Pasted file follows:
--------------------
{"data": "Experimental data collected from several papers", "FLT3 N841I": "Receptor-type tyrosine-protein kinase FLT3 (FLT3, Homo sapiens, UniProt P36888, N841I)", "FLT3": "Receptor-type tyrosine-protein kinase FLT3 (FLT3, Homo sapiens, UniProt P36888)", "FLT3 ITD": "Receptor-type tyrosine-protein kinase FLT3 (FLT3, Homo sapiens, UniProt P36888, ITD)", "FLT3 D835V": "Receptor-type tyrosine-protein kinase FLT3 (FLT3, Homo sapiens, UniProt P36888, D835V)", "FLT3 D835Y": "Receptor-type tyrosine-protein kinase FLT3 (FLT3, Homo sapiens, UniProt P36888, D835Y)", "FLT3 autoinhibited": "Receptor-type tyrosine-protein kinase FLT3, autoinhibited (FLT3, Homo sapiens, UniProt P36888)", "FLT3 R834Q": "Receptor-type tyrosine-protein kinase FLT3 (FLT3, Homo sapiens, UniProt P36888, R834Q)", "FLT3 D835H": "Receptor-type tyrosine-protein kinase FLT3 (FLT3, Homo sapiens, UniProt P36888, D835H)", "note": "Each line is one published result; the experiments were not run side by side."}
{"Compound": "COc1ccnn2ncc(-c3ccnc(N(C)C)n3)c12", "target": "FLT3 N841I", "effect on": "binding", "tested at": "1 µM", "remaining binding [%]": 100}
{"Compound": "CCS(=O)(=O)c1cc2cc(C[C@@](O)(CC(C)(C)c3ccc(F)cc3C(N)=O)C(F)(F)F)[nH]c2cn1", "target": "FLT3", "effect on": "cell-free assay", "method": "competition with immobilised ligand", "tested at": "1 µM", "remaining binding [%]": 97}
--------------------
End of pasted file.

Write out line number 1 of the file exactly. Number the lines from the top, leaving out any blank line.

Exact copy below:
{"data": "Experimental data collected from several papers", "FLT3 N841I": "Receptor-type tyrosine-protein kinase FLT3 (FLT3, Homo sapiens, UniProt P36888, N841I)", "FLT3": "Receptor-type tyrosine-protein kinase FLT3 (FLT3, Homo sapiens, UniProt P36888)", "FLT3 ITD": "Receptor-type tyrosine-protein kinase FLT3 (FLT3, Homo sapiens, UniProt P36888, ITD)", "FLT3 D835V": "Receptor-type tyrosine-protein kinase FLT3 (FLT3, Homo sapiens, UniProt P36888, D835V)", "FLT3 D835Y": "Receptor-type tyrosine-protein kinase FLT3 (FLT3, Homo sapiens, UniProt P36888, D835Y)", "FLT3 autoinhibited": "Receptor-type tyrosine-protein kinase FLT3, autoinhibited (FLT3, Homo sapiens, UniProt P36888)", "FLT3 R834Q": "Receptor-type tyrosine-protein kinase FLT3 (FLT3, Homo sapiens, UniProt P36888, R834Q)", "FLT3 D835H": "Receptor-type tyrosine-protein kinase FLT3 (FLT3, Homo sapiens, UniProt P36888, D835H)", "note": "Each line is one published result; the experiments were not run side by side."}